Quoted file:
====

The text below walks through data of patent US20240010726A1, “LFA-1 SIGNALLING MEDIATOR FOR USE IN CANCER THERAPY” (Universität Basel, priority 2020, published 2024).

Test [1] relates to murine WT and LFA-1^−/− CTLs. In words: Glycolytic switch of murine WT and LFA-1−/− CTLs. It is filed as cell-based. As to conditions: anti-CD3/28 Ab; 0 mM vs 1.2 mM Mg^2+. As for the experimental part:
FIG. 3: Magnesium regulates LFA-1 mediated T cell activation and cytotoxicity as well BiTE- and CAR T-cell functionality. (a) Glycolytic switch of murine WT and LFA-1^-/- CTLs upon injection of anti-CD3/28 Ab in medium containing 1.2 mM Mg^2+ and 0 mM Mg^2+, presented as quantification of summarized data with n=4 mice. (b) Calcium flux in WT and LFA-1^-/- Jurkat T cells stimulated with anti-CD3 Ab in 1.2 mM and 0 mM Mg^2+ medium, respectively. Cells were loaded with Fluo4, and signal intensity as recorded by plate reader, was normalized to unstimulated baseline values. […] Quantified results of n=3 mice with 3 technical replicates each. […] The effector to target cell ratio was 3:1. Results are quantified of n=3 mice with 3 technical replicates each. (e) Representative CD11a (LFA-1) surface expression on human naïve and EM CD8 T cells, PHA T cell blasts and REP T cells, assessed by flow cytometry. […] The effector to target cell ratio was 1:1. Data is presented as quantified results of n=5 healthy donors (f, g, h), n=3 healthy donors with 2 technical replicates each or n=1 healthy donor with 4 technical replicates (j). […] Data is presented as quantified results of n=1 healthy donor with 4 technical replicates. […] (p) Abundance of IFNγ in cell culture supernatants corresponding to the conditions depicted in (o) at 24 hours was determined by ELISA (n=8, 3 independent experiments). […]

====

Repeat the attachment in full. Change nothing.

The text below walks through data of patent US20240010726A1, “LFA-1 SIGNALLING MEDIATOR FOR USE IN CANCER THERAPY” (Universität Basel, priority 2020, published 2024).

Test [1] relates to murine WT and LFA-1^−/− CTLs. In words: Glycolytic switch of murine WT and LFA-1−/− CTLs. It is filed as cell-based. As to conditions: anti-CD3/28 Ab; 0 mM vs 1.2 mM Mg^2+. As for the experimental part:
FIG. 3: Magnesium regulates LFA-1 mediated T cell activation and cytotoxicity as well BiTE- and CAR T-cell functionality. (a) Glycolytic switch of murine WT and LFA-1^-/- CTLs upon injection of anti-CD3/28 Ab in medium containing 1.2 mM Mg^2+ and 0 mM Mg^2+, presented as quantification of summarized data with n=4 mice. (b) Calcium flux in WT and LFA-1^-/- Jurkat T cells stimulated with anti-CD3 Ab in 1.2 mM and 0 mM Mg^2+ medium, respectively. Cells were loaded with Fluo4, and signal intensity as recorded by plate reader, was normalized to unstimulated baseline values. […] Quantified results of n=3 mice with 3 technical replicates each. […] The effector to target cell ratio was 3:1. Results are quantified of n=3 mice with 3 technical replicates each. (e) Representative CD11a (LFA-1) surface expression on human naïve and EM CD8 T cells, PHA T cell blasts and REP T cells, assessed by flow cytometry. […] The effector to target cell ratio was 1:1. Data is presented as quantified results of n=5 healthy donors (f, g, h), n=3 healthy donors with 2 technical replicates each or n=1 healthy donor with 4 technical replicates (j). […] Data is presented as quantified results of n=1 healthy donor with 4 technical replicates. […] (p) Abundance of IFNγ in cell culture supernatants corresponding to the conditions depicted in (o) at 24 hours was determined by ELISA (n=8, 3 independent experiments). […]